Whether it be a new automobile, office chair or computer chip design, the tooling process is key in ensuring each fabricated piece is consistent with design requirements and can be produced effectively and efficiently. A cut or bend that is calculated incorrectly or finished improperly could mean lost time and money in rework.
Tooling, sometimes referred to as “machine tooling”, is the process by which a manufacturing facility chooses the machines and components that are needed for production.¹ Each element in the manufacturing process must be carefully planned to ensure quality and consistency of the manufactured product and to safeguard the competitiveness of the facility.
In the article “Secrets of the Top Machine Shops: Detailed Analysis”², author Warfield notes that the top four machine tooling strategies used in industry today include:
- On-machine probing for tool breakage/measurement
- Shopfloor tool vending systems
- Tool Inventory Management
- Tool Presetting
Let’s take a closer look at each of these top strategies.
On-Machine Probing for Tool Breakage/Measurement
Many shops use probe systems that monitor the wear and tear and functionality of tools used in the machining process. These systems identify when tools are not operating under maximum efficiency and serve as an early detection method for facility supervisors to mitigate the issue before costly errors in production occur.
Shop Floor Tool Vending Systems
These systems are similar in use as the name implies. Lock-box-like vending machines, many linked to complex computer software, are used to control tool inventory, usage and storage. Tool vending systems, some more complex than others, allow the manufacturing facility a means to monitor tool usage, providing a plenary outlook for costs associated with tool inventory needs.
Tool Inventory Management
While many facilities formalize their inventory management through the use of vending systems as mentioned above, some opt for a simple computer-based software method. Inventory management software provides a method of tracking use and transfer of tools both in- and outside the facility, using something akin to a bar code/scanner system. Like the tool vending systems, inventory management software allows the manufacturing facility to control inventory and plan for costs related to the use and replacement of tool and equipment assets valuable to the manufacturing process.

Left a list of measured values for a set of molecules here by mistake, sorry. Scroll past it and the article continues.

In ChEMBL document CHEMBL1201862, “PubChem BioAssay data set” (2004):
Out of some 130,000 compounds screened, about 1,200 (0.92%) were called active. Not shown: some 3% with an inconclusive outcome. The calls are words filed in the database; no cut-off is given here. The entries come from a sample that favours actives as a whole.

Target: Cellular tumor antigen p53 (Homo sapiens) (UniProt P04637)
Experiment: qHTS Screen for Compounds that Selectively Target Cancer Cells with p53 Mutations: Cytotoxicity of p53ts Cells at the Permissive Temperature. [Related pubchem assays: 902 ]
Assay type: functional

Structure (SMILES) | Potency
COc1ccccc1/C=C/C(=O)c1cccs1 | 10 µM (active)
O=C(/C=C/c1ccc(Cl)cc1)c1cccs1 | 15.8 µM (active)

This particular tooling strategy explores the roles of two skilled professionals involved in the manufacturing process: a machinist and a crib attendant. In some shops a crib attendant is predominantly responsible for managing the tool inventory, with the actual machine set-up handled by a machinist. A growing trend used to increase efficiency in the machine set-up process, employs the use of a skilled machinist to both manage the tool crib and handle the tool pre-set process. This method allows a separate machinist to focus solely on the production process, ensuring that the tool pre-sets have been handled by a skilled professional and ultimately shaving time off the production process.
These are just a few of the top strategies used to help increase efficiency and reduce costs associated with manufacturing production, but each facility must determine which methods are best to employ. The key is to make sure some form of tooling strategy is planned to ensure the viability of the finished product and the manufacturing facility as a whole.
1. Cole, B. (2014, January 1). Tooling. Retrieved July 13, 2017, from Search Manufacturing ERP: http://searchmanufacturingerp.techtarget.com/d
2. Warfield, B. (2016, September 8). Secrets of Top Machine Shops: Detailed Analysis. Retrieved July 13, 2017, from CNC Cookbook: http://blog.cnccookbook.com/2016/09/08/secrets-top-machine-shops-detailed-analysis/